Barbados was settled by the English in 1624 and the influence of Britain continued uninterrupted for centuries to follow. The culture of Barbados is a blend of West African and British cultures. English is the official language, a consequence of the British colonial rule. However, any ‘Bajan’, another name for Barbadian, would attest that it is in the use of Bajan dialect that they really express Barbadian culture.
The island's British influence commenced nearly four centuries ago in 1625, when Captain John Powell claimed it in the name of King James I. The first British colonists arrived two years later, founding a settlement of 80 civilians and 10 African slaves. From inception, Barbados adopted the British style of government, creating a Parliamentary democracy in 1639. During the colonial period, all members of the Legislative Assembly were members of the elite-plantocracy.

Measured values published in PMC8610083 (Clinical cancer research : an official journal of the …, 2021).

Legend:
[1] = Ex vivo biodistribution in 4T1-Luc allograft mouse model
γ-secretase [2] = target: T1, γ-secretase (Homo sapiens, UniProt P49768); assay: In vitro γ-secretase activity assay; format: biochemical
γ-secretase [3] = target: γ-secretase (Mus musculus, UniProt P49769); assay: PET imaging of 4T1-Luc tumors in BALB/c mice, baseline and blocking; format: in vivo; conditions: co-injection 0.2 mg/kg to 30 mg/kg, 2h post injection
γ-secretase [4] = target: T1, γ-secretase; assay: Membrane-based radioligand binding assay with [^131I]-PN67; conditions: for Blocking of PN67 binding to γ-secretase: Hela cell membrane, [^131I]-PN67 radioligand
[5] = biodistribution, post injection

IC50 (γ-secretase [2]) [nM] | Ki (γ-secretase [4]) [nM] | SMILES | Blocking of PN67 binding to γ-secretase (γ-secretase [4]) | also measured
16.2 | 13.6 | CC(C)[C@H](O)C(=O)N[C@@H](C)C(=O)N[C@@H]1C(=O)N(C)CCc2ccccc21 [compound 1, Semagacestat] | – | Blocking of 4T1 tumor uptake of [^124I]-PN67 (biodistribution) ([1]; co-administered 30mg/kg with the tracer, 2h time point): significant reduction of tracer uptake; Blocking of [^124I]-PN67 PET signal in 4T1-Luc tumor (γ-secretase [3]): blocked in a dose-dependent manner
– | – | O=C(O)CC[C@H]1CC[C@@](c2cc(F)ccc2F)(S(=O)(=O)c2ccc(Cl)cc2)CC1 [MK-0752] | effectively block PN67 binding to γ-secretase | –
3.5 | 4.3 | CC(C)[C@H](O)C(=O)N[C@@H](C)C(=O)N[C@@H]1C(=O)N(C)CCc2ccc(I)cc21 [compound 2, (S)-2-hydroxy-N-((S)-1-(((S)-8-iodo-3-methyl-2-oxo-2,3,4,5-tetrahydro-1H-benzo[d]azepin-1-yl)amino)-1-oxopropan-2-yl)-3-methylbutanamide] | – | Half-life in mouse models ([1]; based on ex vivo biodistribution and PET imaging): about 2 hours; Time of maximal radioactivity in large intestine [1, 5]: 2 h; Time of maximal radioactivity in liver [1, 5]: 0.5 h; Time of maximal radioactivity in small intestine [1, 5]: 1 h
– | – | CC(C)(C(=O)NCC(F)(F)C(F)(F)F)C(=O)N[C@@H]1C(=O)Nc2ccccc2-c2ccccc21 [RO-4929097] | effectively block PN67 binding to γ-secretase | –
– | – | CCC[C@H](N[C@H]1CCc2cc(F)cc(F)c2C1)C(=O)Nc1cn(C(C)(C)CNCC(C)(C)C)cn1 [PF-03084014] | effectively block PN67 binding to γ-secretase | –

After Britain abolished slavery in 1838, non-whites quickly began to play a role in the island's government, with the first non-white member elected in 1843.
Barbados gained full political independence from Britain in 1966, but chose to retain its traditional parliamentary democracy governmental style and remains a member of the Commonwealth of Nations.
The love of the sport of cricket continues to be reflected as an essential part of Barbados' culture. The most popular sport in Barbados, its cricket team has won numerous regional titles. Many players on the team go on to greater success on the West Indies team to compete in international games. One of the most highly regarded cricket players of all time, Sir Garfield Sobers, is a Barbados native.